Birth of Changi, the cute elephant

I was supposed to go to dinner with my friends after climbing at Planet Granite. It was around 9pm on the 23rd of August, my 28th birthday. All afternoon I had been checking my phone at every moment I got, for S called me earlier that day saying “It looks like A’s going to give birth either today or tomorrow!” And I was supposed to take pictures of the event. No one was expecting it this early; she was actually due in mid-September.

In the brief minutes that I was distracted from checking my phone, Szilard had texted me again: “Come now! She’s giving birth!” The unread text sat on the screen of my iphone 6, as I was climbing a very tricky yellow-handhold 11B in the corner of the gym. The distraction continued in the form of friends crowding me in a circle, singing happy birthday in the gym during probably the most crowded time of day, as I pretended that I was also singing for someone while turning bright red. Of course they yelled my name really loud, just as A was probably screaming in effort to push a new life into this world.

My friends presented the “cake” aka a bunch of cut fruit in a cake tin, as the nurses placed an equally if not more sweet baby girl into A’s arms. My present had all sorts of fun things in it: figs cut in half, spears of pineapple, bright red strawberries, soft melon, and strips of dried coconut topped with unlit candles. In the same moment, S was gaping with awe at the soft-cheeked baby Changi with a bright red face, struggling to open her brand new eyes to this new world she rushed into. Was it really a good idea she must be thinking to herself? Unsure, she wails as she is placed on her mother’s bosom.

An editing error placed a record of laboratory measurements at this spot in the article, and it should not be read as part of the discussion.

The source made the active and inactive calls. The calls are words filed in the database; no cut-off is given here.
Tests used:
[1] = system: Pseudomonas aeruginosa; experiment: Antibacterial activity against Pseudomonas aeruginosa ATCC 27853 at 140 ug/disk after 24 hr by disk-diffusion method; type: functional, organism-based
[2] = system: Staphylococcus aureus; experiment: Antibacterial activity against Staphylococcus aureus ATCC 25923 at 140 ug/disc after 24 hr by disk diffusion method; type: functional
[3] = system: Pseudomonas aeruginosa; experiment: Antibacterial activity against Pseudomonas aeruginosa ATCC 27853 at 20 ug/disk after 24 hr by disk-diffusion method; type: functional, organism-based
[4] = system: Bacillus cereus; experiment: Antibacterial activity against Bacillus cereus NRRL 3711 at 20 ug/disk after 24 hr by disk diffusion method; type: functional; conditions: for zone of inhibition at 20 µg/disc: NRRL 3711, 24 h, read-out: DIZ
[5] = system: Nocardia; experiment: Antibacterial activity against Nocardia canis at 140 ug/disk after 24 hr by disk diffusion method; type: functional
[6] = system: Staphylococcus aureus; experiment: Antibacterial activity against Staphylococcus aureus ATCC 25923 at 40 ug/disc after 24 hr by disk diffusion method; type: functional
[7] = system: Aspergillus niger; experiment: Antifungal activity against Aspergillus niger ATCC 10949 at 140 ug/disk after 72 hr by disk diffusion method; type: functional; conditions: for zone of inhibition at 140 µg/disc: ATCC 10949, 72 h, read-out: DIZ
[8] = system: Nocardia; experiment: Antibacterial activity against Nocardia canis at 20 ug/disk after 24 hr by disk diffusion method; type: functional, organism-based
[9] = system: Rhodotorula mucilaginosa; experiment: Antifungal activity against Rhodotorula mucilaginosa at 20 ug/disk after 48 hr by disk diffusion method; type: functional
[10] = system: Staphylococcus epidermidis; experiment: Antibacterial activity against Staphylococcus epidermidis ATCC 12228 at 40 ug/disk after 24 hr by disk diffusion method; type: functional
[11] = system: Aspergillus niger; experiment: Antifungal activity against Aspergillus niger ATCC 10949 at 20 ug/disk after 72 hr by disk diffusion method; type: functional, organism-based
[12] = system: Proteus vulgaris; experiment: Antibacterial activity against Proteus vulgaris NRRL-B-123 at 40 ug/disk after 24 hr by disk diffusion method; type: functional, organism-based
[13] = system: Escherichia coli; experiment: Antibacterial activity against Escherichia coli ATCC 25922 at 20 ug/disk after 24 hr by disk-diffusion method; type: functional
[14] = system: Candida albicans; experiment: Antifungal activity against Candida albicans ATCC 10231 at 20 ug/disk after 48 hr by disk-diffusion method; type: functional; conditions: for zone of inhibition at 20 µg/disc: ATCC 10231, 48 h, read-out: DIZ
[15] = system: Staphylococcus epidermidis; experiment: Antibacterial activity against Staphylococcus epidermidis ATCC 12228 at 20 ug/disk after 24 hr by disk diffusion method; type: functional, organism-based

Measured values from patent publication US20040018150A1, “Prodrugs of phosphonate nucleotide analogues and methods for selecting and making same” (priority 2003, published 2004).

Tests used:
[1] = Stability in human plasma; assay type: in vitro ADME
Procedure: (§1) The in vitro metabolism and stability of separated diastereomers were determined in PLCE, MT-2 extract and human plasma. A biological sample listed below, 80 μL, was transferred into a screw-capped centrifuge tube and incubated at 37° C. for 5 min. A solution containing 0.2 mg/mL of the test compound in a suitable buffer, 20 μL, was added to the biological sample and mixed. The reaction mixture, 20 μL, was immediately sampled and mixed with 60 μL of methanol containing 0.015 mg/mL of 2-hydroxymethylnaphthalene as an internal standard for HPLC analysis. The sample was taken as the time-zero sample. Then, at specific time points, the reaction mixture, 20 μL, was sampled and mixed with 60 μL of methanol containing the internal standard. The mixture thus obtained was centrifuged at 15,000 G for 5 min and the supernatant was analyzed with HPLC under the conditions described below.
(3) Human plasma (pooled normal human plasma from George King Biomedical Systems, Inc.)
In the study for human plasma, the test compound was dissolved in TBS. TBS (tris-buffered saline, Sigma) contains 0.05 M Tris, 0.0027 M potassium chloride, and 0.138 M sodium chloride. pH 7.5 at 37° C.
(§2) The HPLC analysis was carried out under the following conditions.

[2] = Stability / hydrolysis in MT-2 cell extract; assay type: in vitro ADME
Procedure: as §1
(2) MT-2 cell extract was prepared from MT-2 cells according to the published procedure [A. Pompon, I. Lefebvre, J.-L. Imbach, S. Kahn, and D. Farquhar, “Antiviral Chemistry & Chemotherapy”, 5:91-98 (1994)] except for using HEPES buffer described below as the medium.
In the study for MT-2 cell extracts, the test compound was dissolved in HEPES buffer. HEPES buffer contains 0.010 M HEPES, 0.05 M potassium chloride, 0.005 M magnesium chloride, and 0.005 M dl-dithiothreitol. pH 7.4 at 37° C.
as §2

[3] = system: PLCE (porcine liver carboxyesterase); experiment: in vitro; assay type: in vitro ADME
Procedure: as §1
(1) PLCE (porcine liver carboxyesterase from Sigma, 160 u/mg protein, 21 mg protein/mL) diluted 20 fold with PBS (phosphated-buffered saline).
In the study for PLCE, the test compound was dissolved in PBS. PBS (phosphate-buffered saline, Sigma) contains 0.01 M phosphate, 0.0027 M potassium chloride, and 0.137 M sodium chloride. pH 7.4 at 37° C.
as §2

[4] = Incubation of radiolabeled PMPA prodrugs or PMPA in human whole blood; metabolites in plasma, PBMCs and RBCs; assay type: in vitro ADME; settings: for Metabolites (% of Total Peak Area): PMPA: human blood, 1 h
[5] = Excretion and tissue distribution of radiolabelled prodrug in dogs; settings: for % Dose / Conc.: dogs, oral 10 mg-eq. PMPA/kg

Mostly through my “slice” of the fruit-cake, I casually check my phone, and nearly choke on a piece of coconut. “Guys, I have to go, dinner is cancelled, my niece was just born!” After that, everything happened so fast: I throw my climbing stuff into my bag, jump into D’s car and we race to the curtly instructed location: West Pavilion, Purple Elevator. D drops me off, and I rush in the entrance, past the security guard. Having no idea where I’m going, I just feel my way through the hospital, looking for signs: purple elevator… purple elevator. As if I was being led, the elevator revealed itself in a corner; anyone watching me would probably have thought I knew exactly where I was going. Come on come on… open faster – I thought willing the sliding doors to open already.

Reaching the floor, everything looked calm, but I was anything but that. The lady at the front desk was my last obstacle. “I’m here to photograph the new child, last name is Suto,” I tell her. “Sorry, I can’t hear you, can you come closer?” Ahhhhhhh! But I put on a placid face. “The mother’s name is Arty.. I mean Tatawan Suto.” I say more clearly. The lady bobs her head, pulling out a sharpie as I’m tapping my foot impatiently and slowly writes on a sticker already marked with the date Aug 23: Suite 324. She points to a double doors, hands me the sticker-badge, and I’m on my way through the labyrinth of hallways and adjoining rooms, the 3 by 5 foot white poster board I brought floating like a sail in my right hand. I wanted to be prepped with a light reflector in case the lighting was awful.

I finally reach the door and knock. For a split second I thought I had the wrong door, as a low-pitched lady voice mumbles, “what?..” Then I hear my cousin S’s masculine voice as the nurse opens the door. He pushes past her and grabs the door wide open, with an even wider grin. I have never seen him happier, and I have known this guy for 25 years.

Let these pictures tell the rest of the story…

A set of meaningful quotes from the first two hours after Changi’s traumatic entrance into our world:

S: “I’m in love” [while holding a sleeping Changi in his arms]
A: “Nothing on my calendar matters anymore…”

Meeting with the real heroes – Teachers of Sto. Niño

The Wandzillas!